By Africa Moyo
THE Zimbabwe Revenue Authority (Zimra) says it intercepted dangerous drugs worth $10 million last year, after increasing its footprint at ports of entry.
This comes as the tax collector, together with State security agents, is currently under fire for not fully policing borders and airports to stem smuggling.
But in its annual report distributed during Zimra’s annual general meeting held on July 5, the institution says its Canine Unit extended coverage in all major ports of entry including international airports to nine from seven in 2016.
"The (Canine) Unit accounted for 128 detections in 2017 compared to 115 in 2016. Contraband consisting of 7 062,5kgs of cannabis, 9kgs of cocaine and 10,3 litres of injectable omnipaque drug was intercepted.
"The value of seizures rose to $10 058 074 from $3 226 585 in 2016," reads the report.
The seizure comes at a time when Zimbabwe has become a destination for of dangerous drugs mainly from South America, Asia and other parts of Europe.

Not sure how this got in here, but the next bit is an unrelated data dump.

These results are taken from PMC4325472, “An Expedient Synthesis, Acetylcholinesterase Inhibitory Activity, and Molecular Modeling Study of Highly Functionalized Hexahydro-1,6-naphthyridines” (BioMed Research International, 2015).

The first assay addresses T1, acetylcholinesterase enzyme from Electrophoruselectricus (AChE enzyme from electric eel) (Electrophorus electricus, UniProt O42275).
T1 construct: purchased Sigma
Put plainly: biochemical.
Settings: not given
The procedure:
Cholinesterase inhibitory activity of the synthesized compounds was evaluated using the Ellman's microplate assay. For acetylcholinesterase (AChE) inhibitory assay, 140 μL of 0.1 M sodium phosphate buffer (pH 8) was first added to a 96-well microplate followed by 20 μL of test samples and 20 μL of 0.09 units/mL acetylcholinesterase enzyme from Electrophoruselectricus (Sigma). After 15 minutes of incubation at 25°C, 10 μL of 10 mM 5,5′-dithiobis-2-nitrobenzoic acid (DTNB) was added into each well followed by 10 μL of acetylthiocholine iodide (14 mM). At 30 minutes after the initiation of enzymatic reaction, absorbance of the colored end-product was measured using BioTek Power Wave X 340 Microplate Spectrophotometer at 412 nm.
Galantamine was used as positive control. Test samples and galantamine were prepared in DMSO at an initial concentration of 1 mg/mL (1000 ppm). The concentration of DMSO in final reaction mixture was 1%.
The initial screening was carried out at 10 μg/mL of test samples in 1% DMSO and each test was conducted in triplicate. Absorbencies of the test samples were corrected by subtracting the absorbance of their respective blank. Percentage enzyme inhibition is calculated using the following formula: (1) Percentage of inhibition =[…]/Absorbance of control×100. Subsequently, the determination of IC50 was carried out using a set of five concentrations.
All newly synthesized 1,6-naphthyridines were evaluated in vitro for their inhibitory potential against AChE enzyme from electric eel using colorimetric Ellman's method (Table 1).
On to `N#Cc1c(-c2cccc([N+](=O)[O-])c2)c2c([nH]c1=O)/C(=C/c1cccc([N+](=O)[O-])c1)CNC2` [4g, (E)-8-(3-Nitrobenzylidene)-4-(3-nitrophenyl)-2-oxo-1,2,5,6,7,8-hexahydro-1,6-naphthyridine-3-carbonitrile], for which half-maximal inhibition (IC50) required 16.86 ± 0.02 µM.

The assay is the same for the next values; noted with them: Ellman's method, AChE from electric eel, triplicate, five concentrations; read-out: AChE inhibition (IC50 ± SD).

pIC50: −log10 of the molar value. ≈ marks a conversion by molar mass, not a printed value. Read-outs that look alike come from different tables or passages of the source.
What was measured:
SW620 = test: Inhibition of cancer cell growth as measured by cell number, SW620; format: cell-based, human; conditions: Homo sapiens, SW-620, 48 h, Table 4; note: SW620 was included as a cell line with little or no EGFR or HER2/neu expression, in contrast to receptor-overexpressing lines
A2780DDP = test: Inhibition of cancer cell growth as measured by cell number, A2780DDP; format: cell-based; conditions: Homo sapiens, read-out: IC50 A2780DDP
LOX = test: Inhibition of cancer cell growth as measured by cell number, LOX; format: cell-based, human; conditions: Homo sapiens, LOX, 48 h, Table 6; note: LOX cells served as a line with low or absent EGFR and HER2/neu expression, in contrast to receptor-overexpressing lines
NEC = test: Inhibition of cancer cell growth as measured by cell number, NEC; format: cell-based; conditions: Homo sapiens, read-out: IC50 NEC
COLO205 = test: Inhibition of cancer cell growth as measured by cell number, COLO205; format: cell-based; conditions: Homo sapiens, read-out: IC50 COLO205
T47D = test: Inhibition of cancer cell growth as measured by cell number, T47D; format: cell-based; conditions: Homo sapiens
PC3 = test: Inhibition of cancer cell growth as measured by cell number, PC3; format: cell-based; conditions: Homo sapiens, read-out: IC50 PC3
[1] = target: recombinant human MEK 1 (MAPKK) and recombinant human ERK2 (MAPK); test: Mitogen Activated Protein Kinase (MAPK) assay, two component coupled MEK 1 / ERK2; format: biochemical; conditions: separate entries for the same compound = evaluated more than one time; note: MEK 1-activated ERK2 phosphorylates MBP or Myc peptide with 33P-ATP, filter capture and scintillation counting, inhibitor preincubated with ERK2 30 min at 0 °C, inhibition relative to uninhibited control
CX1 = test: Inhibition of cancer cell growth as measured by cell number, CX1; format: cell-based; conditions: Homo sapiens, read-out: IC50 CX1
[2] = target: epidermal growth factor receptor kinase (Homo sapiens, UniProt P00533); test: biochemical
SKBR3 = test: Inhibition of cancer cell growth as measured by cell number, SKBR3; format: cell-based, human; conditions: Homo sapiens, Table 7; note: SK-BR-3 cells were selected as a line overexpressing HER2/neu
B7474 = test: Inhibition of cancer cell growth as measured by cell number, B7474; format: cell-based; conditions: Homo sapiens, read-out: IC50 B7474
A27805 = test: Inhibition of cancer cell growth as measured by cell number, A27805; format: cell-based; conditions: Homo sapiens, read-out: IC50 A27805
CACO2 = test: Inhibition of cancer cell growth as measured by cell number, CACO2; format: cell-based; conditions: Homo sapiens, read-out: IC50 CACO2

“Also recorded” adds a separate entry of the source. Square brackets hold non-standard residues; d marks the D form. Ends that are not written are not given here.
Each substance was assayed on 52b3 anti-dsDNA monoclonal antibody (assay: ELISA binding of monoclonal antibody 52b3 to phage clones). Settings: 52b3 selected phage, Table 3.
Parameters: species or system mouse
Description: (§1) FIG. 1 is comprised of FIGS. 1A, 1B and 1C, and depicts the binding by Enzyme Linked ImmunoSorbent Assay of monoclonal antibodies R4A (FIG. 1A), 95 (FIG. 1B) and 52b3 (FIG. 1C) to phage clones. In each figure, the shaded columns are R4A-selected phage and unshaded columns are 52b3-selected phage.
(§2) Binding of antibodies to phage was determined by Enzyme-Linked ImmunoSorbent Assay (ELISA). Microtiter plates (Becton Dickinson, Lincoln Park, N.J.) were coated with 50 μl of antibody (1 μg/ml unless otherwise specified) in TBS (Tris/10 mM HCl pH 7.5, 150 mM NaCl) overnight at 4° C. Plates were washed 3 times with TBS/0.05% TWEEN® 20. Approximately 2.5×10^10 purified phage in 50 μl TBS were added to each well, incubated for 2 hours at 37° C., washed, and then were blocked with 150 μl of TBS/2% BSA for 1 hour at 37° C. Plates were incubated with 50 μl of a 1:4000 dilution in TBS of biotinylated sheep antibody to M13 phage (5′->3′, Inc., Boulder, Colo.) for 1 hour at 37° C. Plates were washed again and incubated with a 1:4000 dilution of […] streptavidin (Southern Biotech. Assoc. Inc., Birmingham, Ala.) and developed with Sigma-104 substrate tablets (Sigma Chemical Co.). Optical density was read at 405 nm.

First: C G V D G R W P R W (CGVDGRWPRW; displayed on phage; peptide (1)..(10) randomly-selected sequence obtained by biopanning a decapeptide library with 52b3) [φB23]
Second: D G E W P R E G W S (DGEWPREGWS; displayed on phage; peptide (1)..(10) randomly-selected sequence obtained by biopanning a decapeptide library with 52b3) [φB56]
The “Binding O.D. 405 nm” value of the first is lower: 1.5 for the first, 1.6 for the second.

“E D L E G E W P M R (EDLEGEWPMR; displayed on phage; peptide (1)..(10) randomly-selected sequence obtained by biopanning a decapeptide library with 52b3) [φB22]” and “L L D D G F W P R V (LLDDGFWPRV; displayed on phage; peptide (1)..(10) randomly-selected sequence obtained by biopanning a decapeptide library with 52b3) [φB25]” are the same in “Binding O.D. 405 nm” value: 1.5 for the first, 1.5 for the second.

Many people particularly in high density suburbs have become drug addicts due to their proliferation.
Apart from the usual suitcases, it is understood that some tankers are now facilitating drug smuggling into Zimbabwe, a revelation that requires security agents and the Zimra patrol team to be always alert.
Courts are currently flooded by cases of individuals arrested for possessing drugs.
In July last year, a 32-year-old drug mule, Beauty Mutashu was jailed eight years for attempting to smuggle 3,8kgs of cocaine worth $304 000 in her luggage.
Mutashu was travelling from Brazil.
The cocaine was concealed in 11 shirts in her luggage.
In June last year, James Francis Joscelyne believed to be an ex-British soldier and the grandmaster of a syndicate manufacturing, distributing and smuggling cocaine and other illicit drugs, was arrested.
After his arrest, police recovered 8,25g of cocaine, 133g Ecstasy powder, 43 Ecstasy tablets, a machine used to manufacture Ecstasy tablets, 25kg of micro crystalline cellulose, 800g magnesium stalite, a machine used to press dagga and a scale, among other drugs.